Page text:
For a movie reviewer, there are few review-writing challenges tougher than writing a synopsis of a film where one of the major characters is gravely ill. Do you assume your readers have already read the book on which it’s based and give away the ending – because “everyone” already knows it? Or do you play it coy? In “Everything, Everything” (based on the best-selling YA novel by Nicola Yoon), the main character (Amandla Stenberg, “The Hunger Games”) a teen who has never left the house since she was a toddler because of severe life-threatening allergies, spends her time (among other things) posting online book reviews, and we get to read several spoilers. So I’ll just say right away that this review also gives away the big reveal.
It’s hard to believe Amandla (though we have no reason not to) when she informs us from the start that if she goes outside, she may well die. After all, she looks perfectly healthy when we first meet her. More interestingly, how is it that she has never once tried to sneak out – even if for just a few minutes – anyway, risks be damned? (And how is it that she seems more poised and mature than most teens who can?) But her mother (Anika Noni Rose) has warned her that she has a compromised immune system – and her mom is also a doctor. This helps explain a big question mark once we learn mom’s “secret.” It also helps explain why Amandla never uses financial means as an excuse for not doing anything – she is only encumbered by the literal four walls of her home. But all that begins to change when a cute guy her age (Nick Robinson) moves in next door and begins flirting with her via cell – a valuable communication tool that say, Romeo and Juliet, lacked. Soon enough, Amandla is enlisting her day nurse (Ana de la Reguera) to help her secretly meet Nick in the flesh. Though they are supposed to maintain a strict distance between each other, pretty soon they’re within touching distance and falling in love.
One thing leads to another, and eventually, Amandla does sneak out to meet Nick – and not just to go to the local coffee shop but all the way to Hawaii by plane. (It’s summer which helps plug that plot hole a little.) When Anika discovers her daughter’s note, she notifies the authorities, but does not strangely enough, contact Nick’s parents or put a hold on Amandla’s credit card, so the two have an amazing impromptu vacation (they appear to be the only ones in Hawaii in several scenes) in which Amandla encounters the ocean for the first time (a long awaited dream). Sadly, Amandla eventually collapses and has to be rushed to the hospital, putting an end to their fun. But a surprising phone call from a medical professional who treated her in Hawaii suddenly sets Amandla’s world off kilter. Could it be that she isn’t really “sick” at all? Yes, folks, yes indeed. If she’s a victim of anything, it’s Munchausen’s syndrome – and her mom is the one who’s made everything up. Still, she has a second chance to tell Nick that she loves him, which she promptly takes.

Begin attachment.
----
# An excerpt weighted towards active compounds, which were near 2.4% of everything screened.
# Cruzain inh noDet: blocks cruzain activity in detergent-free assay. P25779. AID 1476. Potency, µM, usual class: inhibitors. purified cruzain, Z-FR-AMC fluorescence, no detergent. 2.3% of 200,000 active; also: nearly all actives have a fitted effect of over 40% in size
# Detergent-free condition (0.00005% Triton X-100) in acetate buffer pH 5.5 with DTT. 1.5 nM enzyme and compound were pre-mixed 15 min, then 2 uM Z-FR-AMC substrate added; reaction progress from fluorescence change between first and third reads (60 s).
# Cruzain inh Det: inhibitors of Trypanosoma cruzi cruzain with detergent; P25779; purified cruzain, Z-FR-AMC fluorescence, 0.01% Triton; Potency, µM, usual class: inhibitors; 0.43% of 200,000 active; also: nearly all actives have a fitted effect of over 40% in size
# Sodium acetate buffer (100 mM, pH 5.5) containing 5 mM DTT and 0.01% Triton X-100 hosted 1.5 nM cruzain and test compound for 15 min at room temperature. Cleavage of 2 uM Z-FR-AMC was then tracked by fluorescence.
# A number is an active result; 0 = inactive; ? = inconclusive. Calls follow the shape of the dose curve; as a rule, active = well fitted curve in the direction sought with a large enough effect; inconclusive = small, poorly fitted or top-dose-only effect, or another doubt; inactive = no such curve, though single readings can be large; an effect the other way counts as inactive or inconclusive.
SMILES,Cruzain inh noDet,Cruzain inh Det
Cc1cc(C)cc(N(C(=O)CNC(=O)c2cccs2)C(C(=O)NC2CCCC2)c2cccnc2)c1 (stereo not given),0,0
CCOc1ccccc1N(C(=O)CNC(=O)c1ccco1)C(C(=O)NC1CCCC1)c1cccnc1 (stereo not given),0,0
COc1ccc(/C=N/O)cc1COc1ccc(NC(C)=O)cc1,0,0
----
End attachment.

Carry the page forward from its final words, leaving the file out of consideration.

There’s another recently released movie about the same topic: “Mommy: Dead and Dearest,” which is based on a real-life case. In that one, the daughter rebels by meeting a guy online and eventually becoming an accessory to murder. “Everything, Everything,” is nowhere that melodramatic in plot, but it follows a predictable teen movie romance course. Amandla is as good here as she was as Rue in “The Hunger Games,” although she looks far too healthy for anyone not to have caught on to mom’s deception by now. But there’s a happy ending with both teens ending up together. I don’t know if forgiveness is ultimately in the cards for mom, but the movie ends on an upbeat note.